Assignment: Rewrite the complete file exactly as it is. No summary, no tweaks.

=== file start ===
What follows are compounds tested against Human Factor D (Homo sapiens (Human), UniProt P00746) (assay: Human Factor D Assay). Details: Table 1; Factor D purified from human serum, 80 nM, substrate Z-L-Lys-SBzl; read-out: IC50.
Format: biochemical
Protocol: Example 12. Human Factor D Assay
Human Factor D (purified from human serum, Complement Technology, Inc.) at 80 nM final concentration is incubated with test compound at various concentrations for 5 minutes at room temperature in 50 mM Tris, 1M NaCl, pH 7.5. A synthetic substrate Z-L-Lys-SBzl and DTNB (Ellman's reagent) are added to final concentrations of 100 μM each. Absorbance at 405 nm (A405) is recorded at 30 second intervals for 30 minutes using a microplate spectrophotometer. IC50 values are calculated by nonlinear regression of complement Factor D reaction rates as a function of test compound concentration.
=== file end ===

What follows are compounds tested against Human Factor D (Homo sapiens (Human), UniProt P00746) (assay: Human Factor D Assay). Details: Table 1; Factor D purified from human serum, 80 nM, substrate Z-L-Lys-SBzl; read-out: IC50.
Format: biochemical
Protocol: Example 12. Human Factor D Assay
Human Factor D (purified from human serum, Complement Technology, Inc.) at 80 nM final concentration is incubated with test compound at various concentrations for 5 minutes at room temperature in 50 mM Tris, 1M NaCl, pH 7.5. A synthetic substrate Z-L-Lys-SBzl and DTNB (Ellman's reagent) are added to final concentrations of 100 μM each. Absorbance at 405 nm (A405) is recorded at 30 second intervals for 30 minutes using a microplate spectrophotometer. IC50 values are calculated by nonlinear regression of complement Factor D reaction rates as a function of test compound concentration.